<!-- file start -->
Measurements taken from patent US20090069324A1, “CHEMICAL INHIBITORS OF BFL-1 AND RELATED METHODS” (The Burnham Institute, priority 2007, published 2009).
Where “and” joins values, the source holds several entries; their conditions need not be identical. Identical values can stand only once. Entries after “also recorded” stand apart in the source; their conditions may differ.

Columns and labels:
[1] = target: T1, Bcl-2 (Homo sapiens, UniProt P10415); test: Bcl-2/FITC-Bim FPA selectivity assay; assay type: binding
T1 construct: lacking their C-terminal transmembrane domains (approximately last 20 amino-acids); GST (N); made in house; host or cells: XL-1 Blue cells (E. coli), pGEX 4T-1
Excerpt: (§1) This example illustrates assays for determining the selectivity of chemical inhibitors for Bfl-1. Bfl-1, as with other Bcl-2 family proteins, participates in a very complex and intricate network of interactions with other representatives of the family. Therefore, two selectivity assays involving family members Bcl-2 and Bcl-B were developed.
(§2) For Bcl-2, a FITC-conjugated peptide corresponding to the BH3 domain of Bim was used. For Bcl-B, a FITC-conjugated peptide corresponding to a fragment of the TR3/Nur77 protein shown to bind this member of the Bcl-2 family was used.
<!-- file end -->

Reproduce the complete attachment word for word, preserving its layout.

Measurements taken from patent US20090069324A1, “CHEMICAL INHIBITORS OF BFL-1 AND RELATED METHODS” (The Burnham Institute, priority 2007, published 2009).
Where “and” joins values, the source holds several entries; their conditions need not be identical. Identical values can stand only once. Entries after “also recorded” stand apart in the source; their conditions may differ.

Columns and labels:
[1] = target: T1, Bcl-2 (Homo sapiens, UniProt P10415); test: Bcl-2/FITC-Bim FPA selectivity assay; assay type: binding
T1 construct: lacking their C-terminal transmembrane domains (approximately last 20 amino-acids); GST (N); made in house; host or cells: XL-1 Blue cells (E. coli), pGEX 4T-1
Excerpt: (§1) This example illustrates assays for determining the selectivity of chemical inhibitors for Bfl-1. Bfl-1, as with other Bcl-2 family proteins, participates in a very complex and intricate network of interactions with other representatives of the family. Therefore, two selectivity assays involving family members Bcl-2 and Bcl-B were developed.
(§2) For Bcl-2, a FITC-conjugated peptide corresponding to the BH3 domain of Bim was used. For Bcl-B, a FITC-conjugated peptide corresponding to a fragment of the TR3/Nur77 protein shown to bind this member of the Bcl-2 family was used.